The term “Bariatric” refers to the causes, prevention and treatment of obesity. Bariatric surgical procedures alter the digestive system to help people with severe weight-related health problems lose weight.
The type of bariatric surgery procedure used is dependent upon the individual’s medical history and current medical condition. The bariatric surgeon considers the advantages and disadvantages of each procedure and determines which one is most appropriate. An Evansville Surgical Associates surgeon can offer minimally-invasive laparoscopic gastric by-pass or lap banding to patients who have been carefully screened. This approach offers smaller incisions, less pain, shorter hospital stays and a faster recovery.
What to Expect
When you decide to have bariatric surgery, you will first go through a screening process to determine the best approach. You will then be fully-informed about the entire process, including pre-surgery, preparation, the actual procedure, and post-operative care. Often people feel that once the surgery is done, there is nothing further they need to do. The surgeon, along with specially-trained nurses and psychologists, will stress the importance of committing to more than just the surgery. The operation alone does not lead to successful weight-loss. It is a valuable tool that needs to be accompanied by changes in diet and exercise to fully work.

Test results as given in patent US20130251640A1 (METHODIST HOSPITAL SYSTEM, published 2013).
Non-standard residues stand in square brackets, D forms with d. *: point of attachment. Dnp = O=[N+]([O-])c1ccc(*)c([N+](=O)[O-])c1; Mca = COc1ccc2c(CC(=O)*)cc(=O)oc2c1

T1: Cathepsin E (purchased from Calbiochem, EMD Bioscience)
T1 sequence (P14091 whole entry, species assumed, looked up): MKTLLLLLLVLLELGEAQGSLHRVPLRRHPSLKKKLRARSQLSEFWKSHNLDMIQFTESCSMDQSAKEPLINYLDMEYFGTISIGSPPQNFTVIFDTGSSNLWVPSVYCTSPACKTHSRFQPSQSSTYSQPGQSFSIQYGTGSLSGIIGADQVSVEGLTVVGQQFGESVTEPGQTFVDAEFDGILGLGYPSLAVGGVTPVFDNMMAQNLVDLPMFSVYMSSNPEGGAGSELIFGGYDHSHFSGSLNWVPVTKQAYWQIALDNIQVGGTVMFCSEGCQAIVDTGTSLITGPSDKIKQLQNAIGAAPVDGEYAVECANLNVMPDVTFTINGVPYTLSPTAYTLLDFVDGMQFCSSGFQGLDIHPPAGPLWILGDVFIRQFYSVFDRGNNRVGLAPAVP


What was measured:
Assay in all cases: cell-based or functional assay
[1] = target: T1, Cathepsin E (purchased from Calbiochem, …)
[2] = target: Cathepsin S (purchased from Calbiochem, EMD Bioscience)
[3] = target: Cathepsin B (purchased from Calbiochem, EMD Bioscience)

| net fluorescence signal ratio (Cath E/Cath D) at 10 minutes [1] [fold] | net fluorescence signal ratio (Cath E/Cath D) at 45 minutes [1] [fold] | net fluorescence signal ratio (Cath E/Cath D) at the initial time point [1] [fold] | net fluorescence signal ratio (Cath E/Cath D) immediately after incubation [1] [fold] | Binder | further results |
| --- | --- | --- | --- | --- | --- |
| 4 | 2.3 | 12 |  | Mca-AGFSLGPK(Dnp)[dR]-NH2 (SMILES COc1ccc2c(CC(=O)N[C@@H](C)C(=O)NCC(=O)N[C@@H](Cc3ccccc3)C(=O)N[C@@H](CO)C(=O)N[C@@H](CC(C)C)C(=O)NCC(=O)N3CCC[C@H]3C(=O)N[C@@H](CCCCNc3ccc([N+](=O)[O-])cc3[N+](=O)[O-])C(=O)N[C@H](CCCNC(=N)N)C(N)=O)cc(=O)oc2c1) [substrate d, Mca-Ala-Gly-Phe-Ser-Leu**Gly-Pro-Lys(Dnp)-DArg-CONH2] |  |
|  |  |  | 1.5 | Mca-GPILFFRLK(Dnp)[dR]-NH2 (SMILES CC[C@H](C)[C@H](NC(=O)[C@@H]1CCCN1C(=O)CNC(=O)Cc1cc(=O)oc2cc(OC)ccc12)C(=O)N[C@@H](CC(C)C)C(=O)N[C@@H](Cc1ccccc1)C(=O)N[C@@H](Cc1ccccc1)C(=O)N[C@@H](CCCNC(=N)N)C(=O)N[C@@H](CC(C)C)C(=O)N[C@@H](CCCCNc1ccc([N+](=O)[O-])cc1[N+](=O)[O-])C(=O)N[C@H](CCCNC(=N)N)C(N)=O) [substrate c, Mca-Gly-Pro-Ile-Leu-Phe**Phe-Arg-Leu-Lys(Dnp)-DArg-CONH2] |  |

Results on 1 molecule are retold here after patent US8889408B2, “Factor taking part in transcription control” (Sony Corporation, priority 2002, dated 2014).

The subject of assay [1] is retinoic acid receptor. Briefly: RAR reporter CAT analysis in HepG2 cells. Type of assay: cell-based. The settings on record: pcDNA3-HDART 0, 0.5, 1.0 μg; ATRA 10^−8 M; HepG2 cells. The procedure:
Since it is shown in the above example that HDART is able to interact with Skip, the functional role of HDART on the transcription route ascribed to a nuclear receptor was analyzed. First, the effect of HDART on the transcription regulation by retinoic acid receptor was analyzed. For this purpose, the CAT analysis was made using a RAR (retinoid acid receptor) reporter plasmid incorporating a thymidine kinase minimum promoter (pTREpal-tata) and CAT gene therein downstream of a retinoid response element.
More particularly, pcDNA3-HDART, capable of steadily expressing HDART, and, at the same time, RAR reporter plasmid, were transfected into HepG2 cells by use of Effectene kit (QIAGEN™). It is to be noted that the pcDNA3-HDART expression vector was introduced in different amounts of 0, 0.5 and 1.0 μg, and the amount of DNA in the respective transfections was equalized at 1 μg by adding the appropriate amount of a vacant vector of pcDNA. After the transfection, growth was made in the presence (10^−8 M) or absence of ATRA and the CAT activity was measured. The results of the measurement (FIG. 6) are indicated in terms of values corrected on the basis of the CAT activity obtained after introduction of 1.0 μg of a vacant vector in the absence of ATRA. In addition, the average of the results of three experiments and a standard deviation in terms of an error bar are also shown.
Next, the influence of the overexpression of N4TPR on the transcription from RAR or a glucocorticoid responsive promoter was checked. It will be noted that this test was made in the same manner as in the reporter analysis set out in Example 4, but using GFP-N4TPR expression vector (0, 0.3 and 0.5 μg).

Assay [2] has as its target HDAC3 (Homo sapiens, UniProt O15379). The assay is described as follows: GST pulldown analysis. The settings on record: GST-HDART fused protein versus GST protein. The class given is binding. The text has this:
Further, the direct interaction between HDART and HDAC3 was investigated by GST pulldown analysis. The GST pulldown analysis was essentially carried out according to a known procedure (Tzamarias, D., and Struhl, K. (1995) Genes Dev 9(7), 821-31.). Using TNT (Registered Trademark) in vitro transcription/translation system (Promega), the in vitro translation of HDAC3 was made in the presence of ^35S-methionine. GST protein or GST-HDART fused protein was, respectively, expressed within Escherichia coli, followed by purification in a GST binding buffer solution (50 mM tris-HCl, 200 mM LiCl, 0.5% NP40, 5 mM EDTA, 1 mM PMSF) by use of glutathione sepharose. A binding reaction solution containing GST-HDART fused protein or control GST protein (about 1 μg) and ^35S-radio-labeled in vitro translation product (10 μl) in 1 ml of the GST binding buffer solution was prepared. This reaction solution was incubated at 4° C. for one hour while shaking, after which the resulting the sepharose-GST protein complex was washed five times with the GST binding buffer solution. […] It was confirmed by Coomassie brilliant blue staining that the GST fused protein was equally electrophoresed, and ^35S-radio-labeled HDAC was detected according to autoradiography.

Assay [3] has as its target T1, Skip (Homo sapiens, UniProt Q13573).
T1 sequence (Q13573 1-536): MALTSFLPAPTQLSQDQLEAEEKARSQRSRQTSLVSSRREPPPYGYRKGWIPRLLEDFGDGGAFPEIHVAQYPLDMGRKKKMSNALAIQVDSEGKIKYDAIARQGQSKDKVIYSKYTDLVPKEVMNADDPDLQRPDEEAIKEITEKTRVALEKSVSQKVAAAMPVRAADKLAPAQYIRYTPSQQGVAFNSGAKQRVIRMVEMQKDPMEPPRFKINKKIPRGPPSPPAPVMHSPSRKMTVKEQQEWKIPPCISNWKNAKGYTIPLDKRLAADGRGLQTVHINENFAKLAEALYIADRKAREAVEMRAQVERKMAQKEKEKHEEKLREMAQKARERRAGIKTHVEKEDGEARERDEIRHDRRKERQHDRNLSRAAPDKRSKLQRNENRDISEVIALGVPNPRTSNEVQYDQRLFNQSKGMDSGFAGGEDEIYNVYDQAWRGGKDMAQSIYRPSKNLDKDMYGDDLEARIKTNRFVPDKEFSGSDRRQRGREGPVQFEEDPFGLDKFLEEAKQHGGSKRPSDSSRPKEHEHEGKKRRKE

For a couple of days after surgery, you’ll be put on a liquid diet, and after that you’ll progress to pureed and soft foods for several months before you begin eating normal food. This is done to acclimate your body to digesting food through your smaller stomach.
Fruits and vegetables may not be your favorite foods, but they need to become an integral part of your new diet since they carry many of the nutrients your body needs.
A Team Approach
When patients are approved for bariatric surgery, they are evaluated and cared for post-operatively in one of two Bariatric Centers at either Deaconess Hospital or St. Mary’s Hospital. The team includes specially-trained nurses, psychologists and internal medicine/family practice physicians.